There wasn’t a single question about Grace beyond her age. There was no concern about how she was feeling, if she was OK, what she needed. Nothing. And though I wasn’t his supervisor, as a consolation prize, of sorts, I was told I could talk to him, as long as I wasn’t too harsh. “You know how you can be.” All the labor. Thanks.
I had her back, but in the larger picture, who was I? The space we had among ourselves, just us girls and a couple men who’d been vetted over the years was safe. Our bubble, together, was secure but everywhere wasn’t, not even the organization where the program lived. My livelihood was now vulnerable because I wanted to protect the Black girls we’d bragged to funders we’d empowered. I refused the couple friends who threatened to do physical harm to the guy—some kind of consequence—because all fingers would’ve pointed back to the young woman and me. She wasn’t safe outside our bubble.
In this moment (this movement) toward accountability of people who pose harm to us outside our bubbles, it’s incumbent upon us to expect a shelter for wellbeing from those we believe to be fighters of the wolves from outside.
“It’s dangerous everywhere … You aren’t safe anywhere. You have to watch your back everywhere,” a young woman said during a listening tour in the southeast I facilitated for the NoVo Foundation. Cultural anthropologist and professor at Yale, Dr. Aimee Cox, observed and reported on the tour.
Everywhere, she said. Everywhere. That includes the spaces we are and ones that are intuitively safe. Like houses of worship. Jokes are made at the expense of young boys and even the predators who violate them in the Catholic church, for example. This is, I proffer, because of a large part of society’s discomfort and conflation of vulturine behavior with anything that is fiercely, yet precariously foreign to them. The same can be argued, I suppose, for #MosqueMeToo, which I stumbled upon by happenstance the other day. Mini-confession after mini-confession, girls and women shared instances where pilgrimages and time of prayer at local mosques became perfidious. Instead of feeling peace, they felt inner turmoil; instead of uplifted, they were burdened.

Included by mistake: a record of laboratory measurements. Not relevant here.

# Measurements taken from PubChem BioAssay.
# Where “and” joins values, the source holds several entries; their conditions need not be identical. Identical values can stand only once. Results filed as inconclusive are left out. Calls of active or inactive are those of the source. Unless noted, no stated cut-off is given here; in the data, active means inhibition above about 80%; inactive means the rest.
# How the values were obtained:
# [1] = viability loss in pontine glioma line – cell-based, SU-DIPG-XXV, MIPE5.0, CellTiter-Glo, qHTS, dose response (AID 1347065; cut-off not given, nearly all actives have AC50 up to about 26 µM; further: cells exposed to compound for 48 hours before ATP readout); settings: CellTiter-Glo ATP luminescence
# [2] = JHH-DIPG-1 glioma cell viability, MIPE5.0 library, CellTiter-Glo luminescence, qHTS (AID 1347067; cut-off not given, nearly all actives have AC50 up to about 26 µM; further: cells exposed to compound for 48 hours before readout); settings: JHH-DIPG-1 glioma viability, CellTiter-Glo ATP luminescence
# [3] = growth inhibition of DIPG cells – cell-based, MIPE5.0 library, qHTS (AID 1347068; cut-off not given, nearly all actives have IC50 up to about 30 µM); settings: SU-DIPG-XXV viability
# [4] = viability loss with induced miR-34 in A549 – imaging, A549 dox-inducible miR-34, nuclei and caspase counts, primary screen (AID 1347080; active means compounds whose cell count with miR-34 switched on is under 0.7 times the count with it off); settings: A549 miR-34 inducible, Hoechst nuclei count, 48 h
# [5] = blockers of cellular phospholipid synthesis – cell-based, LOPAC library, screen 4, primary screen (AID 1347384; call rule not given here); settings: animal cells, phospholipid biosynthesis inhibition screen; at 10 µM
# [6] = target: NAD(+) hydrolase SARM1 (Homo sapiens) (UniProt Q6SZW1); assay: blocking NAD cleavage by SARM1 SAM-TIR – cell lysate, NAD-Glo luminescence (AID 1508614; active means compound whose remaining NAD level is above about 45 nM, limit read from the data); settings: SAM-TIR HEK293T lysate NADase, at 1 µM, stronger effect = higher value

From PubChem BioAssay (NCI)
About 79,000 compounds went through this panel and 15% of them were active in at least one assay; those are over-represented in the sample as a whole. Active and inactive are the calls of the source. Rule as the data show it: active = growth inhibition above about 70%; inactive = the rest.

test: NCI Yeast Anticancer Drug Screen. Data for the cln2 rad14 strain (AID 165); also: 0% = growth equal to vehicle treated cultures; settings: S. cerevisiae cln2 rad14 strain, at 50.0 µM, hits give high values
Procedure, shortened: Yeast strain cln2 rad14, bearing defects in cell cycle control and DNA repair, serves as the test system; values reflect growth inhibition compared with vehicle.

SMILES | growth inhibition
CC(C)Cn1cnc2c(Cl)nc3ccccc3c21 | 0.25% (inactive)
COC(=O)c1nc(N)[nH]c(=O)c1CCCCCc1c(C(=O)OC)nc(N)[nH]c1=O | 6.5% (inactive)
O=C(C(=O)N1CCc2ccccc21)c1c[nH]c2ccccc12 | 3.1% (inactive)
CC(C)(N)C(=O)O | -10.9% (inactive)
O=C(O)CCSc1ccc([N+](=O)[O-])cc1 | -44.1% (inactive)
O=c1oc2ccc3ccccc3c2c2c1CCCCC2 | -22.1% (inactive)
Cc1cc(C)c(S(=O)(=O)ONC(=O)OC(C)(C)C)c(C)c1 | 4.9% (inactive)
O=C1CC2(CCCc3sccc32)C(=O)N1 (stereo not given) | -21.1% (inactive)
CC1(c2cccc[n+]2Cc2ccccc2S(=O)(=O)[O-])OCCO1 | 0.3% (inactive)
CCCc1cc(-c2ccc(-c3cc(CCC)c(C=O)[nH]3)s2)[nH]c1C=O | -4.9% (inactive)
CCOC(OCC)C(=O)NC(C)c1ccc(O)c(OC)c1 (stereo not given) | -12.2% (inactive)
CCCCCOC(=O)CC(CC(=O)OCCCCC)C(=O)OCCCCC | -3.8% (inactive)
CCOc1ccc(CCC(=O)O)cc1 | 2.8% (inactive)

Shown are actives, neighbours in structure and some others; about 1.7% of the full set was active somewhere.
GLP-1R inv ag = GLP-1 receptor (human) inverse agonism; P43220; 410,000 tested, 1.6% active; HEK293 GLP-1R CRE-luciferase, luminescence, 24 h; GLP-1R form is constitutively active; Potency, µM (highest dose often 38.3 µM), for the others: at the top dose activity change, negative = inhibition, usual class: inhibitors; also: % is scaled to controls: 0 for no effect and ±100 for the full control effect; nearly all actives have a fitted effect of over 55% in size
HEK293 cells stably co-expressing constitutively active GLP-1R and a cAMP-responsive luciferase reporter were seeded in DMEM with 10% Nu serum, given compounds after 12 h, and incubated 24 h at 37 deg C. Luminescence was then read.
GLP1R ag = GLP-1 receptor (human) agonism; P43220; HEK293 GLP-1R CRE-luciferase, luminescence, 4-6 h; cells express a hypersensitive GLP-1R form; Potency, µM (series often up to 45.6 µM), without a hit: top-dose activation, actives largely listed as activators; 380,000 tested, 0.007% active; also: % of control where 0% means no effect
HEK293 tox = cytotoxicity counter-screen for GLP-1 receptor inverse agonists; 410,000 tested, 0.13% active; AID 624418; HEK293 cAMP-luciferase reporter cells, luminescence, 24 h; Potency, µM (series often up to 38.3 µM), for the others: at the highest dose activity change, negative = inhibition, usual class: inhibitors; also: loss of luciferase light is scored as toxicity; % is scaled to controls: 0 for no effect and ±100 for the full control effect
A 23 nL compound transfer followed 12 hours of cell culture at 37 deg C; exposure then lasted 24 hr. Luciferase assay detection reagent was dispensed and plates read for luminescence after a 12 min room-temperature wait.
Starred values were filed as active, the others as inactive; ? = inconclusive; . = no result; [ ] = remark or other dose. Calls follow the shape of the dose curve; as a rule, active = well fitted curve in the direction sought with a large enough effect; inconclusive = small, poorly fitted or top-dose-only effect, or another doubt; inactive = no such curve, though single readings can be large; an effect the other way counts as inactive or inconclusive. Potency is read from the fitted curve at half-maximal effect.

And these aren’t the only institutions. We don’t often think of families as institutions, but they’re the first ones we’re ever introduced to. We’re shaped in familial (however that is defined for you) systems that affect how we engage the world. In her briefing from the listening tour, cultural anthropologist Cox notes:
“In ways that may at first seem contradictory, individuals like caregivers and spaces such as schools are identified as both supportive and harmful. … Mothers provide comfort and stability, while young women also experience their mothers as judgmental and mercurial, leading one young woman to say about the mother she previously defined as supportive as also acting in ways that make it feel like she doesn’t love me at all.
For so many of the people we work with, old and young alike, we are surrogate parents, families, tribe. We represent what could have been, should have been.
Safe spaces support healing and growth; they’re curated spaces that allow us room to unearth trauma, fertilize it with goodness and plant bulbs of beauty.
If we aren’t mindful to make safe spaces more ubiquitous, we find that girls go from being cute and told they can do anything to being too loud, too fast, too pick-something-wrong-and-broken. Where are the coordinates—the greys—on the continuum between innocence and societal nuisance? It’s our imperative to recognize them and hold young women there as long as possible, escaping the adultification and unrealistic expectations of girls.
We find ourselves in a conundrum because, undoubtedly, what is necessary is more spaces for girls and young women to talk about and explore themselves, do the digging. But this leaves them—any of us, really—vulnerable to the harmful and predators among us. Take, for example, the inharmonious narratives some spaces demand, like the church. There, young women “may want to question mandates that tell them to forgive those who have inflicted pain in their lives without attending to their own health and healing” Cox notes, while simultaneously looking for spiritual guidance yet not being affirmed.